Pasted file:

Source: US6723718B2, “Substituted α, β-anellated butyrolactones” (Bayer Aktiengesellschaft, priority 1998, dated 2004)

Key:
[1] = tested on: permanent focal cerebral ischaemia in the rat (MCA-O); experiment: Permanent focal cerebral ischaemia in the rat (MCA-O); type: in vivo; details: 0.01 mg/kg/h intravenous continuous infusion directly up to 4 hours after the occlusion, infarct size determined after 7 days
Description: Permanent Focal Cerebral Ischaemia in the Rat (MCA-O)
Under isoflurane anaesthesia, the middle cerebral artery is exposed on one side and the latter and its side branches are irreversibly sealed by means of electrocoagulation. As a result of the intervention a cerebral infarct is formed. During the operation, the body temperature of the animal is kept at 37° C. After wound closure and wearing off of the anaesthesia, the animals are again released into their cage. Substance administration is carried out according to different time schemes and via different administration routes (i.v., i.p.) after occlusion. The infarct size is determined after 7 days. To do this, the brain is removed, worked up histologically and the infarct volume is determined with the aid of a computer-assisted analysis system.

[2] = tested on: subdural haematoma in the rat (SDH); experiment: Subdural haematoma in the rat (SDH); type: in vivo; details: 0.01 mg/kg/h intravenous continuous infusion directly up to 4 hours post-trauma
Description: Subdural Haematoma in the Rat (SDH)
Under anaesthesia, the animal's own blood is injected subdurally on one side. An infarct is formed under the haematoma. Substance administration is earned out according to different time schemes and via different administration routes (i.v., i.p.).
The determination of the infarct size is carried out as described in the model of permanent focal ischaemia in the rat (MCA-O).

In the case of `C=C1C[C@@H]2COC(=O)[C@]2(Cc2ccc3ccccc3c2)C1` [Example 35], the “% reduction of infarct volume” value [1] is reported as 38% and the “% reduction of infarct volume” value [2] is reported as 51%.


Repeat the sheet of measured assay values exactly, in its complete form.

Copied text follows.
Source: US6723718B2, “Substituted α, β-anellated butyrolactones” (Bayer Aktiengesellschaft, priority 1998, dated 2004)

Key:
[1] = tested on: permanent focal cerebral ischaemia in the rat (MCA-O); experiment: Permanent focal cerebral ischaemia in the rat (MCA-O); type: in vivo; details: 0.01 mg/kg/h intravenous continuous infusion directly up to 4 hours after the occlusion, infarct size determined after 7 days
Description: Permanent Focal Cerebral Ischaemia in the Rat (MCA-O)
Under isoflurane anaesthesia, the middle cerebral artery is exposed on one side and the latter and its side branches are irreversibly sealed by means of electrocoagulation. As a result of the intervention a cerebral infarct is formed. During the operation, the body temperature of the animal is kept at 37° C. After wound closure and wearing off of the anaesthesia, the animals are again released into their cage. Substance administration is carried out according to different time schemes and via different administration routes (i.v., i.p.) after occlusion. The infarct size is determined after 7 days. To do this, the brain is removed, worked up histologically and the infarct volume is determined with the aid of a computer-assisted analysis system.

[2] = tested on: subdural haematoma in the rat (SDH); experiment: Subdural haematoma in the rat (SDH); type: in vivo; details: 0.01 mg/kg/h intravenous continuous infusion directly up to 4 hours post-trauma
Description: Subdural Haematoma in the Rat (SDH)
Under anaesthesia, the animal's own blood is injected subdurally on one side. An infarct is formed under the haematoma. Substance administration is earned out according to different time schemes and via different administration routes (i.v., i.p.).
The determination of the infarct size is carried out as described in the model of permanent focal ischaemia in the rat (MCA-O).

In the case of `C=C1C[C@@H]2COC(=O)[C@]2(Cc2ccc3ccccc3c2)C1` [Example 35], the “% reduction of infarct volume” value [1] is reported as 38% and the “% reduction of infarct volume” value [2] is reported as 51%.